Archive Sections: letters | music | index | features | photos | arts/lit | satire Find Iranian singles today!

November 24, 2004

Send your questions about health

Switching off cancer

A few weeks ago I was sitting in the shuttle that was taking me to my car from work and was quite busy daydreaming when all of a sudden I heard the following on the radio: "scientists believe that they have found a possible cure for cancer. They have cured some rats of liver cancer and they hope to obtain the same results for humans... "

Since I work in the field of healthcare and will be going to medical school next year, I have a great interest in any news on such topics. Now, if the radio host, who was announcing this news with great fanfare and enthusiasm, was not the host of an AM radio talk show, I and my other colleagues on the shuttle would have been overjoyed upon hearing such news. But because there was no mention of who had conducted the study on the rats and what the source of the news was, I decided to do my own research.

A quick search on PubMed turned up the original article published in the October 10, 2004 issue of the scientific journal Nature. Before I get into the details of the article allow me to give you a brief background on cancer and its causes.

Cancer is the result of uncontrolled growth and division of cells in a particular part of the body. There are numerous checkpoints and correction mechanisms to ensure that the rate of cell division is regulated closely in the body. There are various genes that control cell division and it is the turning on and turning off of these genes that regulates this intricate process. When such genes cannot do their jobs for one reason or another, the cell becomes like a car with a blind driver who cannot see the red lights and stop signs on the streets and drives madly at full speed. When cell division cannot be stopped or controlled, tumors form and the result is cancer.

Liver cancer is one of the deadliest of cancers because of the speed with which it spreads throughout the body (metastasis) and the limited options for treatment that are available. In liver cancer a gene called MYC (pronounced "mick"), which controls cell division, is turned on and cannot be turned off, so the hepatocytes (liver cells) divide indefinitely. The scientists in this latest study figured out a way to turn this particular gene off in rats.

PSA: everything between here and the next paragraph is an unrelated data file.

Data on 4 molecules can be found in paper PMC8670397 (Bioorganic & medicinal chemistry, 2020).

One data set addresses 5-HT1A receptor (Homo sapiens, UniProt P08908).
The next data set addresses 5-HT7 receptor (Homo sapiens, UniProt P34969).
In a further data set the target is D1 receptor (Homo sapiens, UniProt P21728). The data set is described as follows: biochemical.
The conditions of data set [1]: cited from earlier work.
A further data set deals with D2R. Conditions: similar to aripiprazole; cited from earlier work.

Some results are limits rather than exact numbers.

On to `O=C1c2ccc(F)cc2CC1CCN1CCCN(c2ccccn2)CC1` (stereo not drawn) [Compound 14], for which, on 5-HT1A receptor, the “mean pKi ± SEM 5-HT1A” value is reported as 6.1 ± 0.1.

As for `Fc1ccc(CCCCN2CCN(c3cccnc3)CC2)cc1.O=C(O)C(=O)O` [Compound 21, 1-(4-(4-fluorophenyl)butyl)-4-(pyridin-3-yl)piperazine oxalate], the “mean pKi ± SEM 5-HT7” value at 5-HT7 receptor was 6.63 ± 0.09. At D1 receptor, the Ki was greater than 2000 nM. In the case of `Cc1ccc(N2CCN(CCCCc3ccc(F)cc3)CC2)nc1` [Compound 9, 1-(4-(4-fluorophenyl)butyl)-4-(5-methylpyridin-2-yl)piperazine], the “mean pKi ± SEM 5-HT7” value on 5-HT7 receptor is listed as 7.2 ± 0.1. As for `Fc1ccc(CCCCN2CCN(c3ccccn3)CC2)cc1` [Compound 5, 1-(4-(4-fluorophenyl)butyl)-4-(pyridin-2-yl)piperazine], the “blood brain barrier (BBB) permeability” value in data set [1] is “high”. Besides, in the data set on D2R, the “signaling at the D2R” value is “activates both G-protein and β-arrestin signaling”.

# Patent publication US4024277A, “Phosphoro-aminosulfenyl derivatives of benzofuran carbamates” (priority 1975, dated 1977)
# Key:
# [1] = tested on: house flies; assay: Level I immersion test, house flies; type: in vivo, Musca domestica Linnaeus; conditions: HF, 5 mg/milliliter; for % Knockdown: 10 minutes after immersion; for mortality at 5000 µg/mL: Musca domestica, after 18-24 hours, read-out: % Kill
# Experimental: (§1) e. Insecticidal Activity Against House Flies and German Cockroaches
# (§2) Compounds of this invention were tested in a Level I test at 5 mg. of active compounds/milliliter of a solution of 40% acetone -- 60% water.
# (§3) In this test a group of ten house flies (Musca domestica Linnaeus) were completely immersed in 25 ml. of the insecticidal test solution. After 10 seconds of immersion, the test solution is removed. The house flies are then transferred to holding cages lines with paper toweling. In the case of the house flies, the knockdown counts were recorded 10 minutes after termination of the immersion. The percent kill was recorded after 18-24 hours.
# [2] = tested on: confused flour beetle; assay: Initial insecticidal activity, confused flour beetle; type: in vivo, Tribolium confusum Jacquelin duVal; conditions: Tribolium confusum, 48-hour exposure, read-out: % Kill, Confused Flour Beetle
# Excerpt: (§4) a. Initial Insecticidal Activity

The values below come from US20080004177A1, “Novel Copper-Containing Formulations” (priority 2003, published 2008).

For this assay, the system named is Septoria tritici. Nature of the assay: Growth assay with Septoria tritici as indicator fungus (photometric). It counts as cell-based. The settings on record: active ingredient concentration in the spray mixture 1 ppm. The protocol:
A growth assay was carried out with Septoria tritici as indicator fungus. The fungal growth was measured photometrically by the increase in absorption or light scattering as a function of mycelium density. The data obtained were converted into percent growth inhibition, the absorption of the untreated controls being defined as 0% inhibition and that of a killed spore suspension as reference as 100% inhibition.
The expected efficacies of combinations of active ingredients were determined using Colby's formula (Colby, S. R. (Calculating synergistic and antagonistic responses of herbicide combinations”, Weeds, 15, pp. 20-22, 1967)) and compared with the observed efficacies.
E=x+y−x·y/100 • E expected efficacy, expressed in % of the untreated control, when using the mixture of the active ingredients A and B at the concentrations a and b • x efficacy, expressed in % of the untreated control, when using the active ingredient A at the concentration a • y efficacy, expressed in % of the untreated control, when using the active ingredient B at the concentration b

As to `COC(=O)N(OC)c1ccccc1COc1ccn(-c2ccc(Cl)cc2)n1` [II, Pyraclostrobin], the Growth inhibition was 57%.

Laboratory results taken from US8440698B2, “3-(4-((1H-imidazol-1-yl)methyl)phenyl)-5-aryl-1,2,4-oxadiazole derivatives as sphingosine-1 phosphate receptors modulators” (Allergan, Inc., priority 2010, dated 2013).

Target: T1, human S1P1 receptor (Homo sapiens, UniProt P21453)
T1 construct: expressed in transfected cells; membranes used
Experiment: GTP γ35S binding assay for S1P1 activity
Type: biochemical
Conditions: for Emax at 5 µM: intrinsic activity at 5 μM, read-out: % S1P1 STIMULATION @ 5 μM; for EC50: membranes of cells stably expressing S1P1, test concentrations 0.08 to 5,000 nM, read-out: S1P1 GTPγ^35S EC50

The results were stunning. Not only were they able to stop the progression of the disease, but also they were pleasantly surprised to find that they had been able to reverse the course of the cancer. The cells that had become cancerous became normal again. When they turned MYC back on, the cells began their uncontrollable division and the cancer began to progress as aggressively as it had before.

The results of this study are quite encouraging, because this is the first time that any one has been able to show that turning off MYC can be used as a possible therapeutic measure in the fight against liver cancer. Since MYC is the culprit in several other forms of cancer, this may lead to better and more effective treatment for other types of cancer.

However, this does not mean that a cure for cancer has been found. There are many environmental, genetic, and behavioral factors that can cause cancer and not all cancers are created equal. Depending on what has caused the cancer, what type of cancer it is, and how far it has metastasized there are various courses of treatment that can be taken. Physicians are already able to successfully treat various types of leukemia, breast cancer, thyroid cancer and many others.

Many great discoveries are made every day in the field of medicine but they do not always lead to the development of new treatments and drugs. The preliminary results of these studies are often reached by using animal models and it is not always possible to translate those into studies on humans. So the next time you hear a cure has been found for a disease (especially if you hear it on the popular news media) take the news with a grain of salt and stay tuned for more.

* Read an abstract of the mentioned article (Nature Volume 431, Page 1112).
* For more information on liver cancer see here.
* For information on any health topic go to

MedlinePlus is a "goldmine of good health information from the world's largest medical library, the National Library of Medicine". It is a free service provided by the National Institutes of Health (NIH) and the National Library of Medicine. About the author: Azadeh Namakydoust has a BS in chemistry from the University of Cincinnati and a MS in Biology from Purdue University. She will be attending the University of Cincinnati College of Medicine in August of 2005.

Azadeh Namakydoust has a BS in chemistry from the University of Cincinnati and a MS in Biology from Purdue University. She will be attending the University of Cincinnati College of Medicine in August of 2005.

* *

For letters section
To Azadeh Namakydoust


* Advertising
* Support
* Editorial policy
* Write for
* Reproduction

Azadeh's latest

Other advice columns

advice column

Legal Ali

discontinued legal column

magical astrology

Kobra Khanom
discontinued advice column

Book of the day

New Food of Life
Ancient Persian and Modern Iranian Cooking and Ceremonies
by Najmieh Khalili Batmanglij

Copyright 1995-2013, Iranian LLC.   |    User Agreement and Privacy Policy   |    Rights and Permissions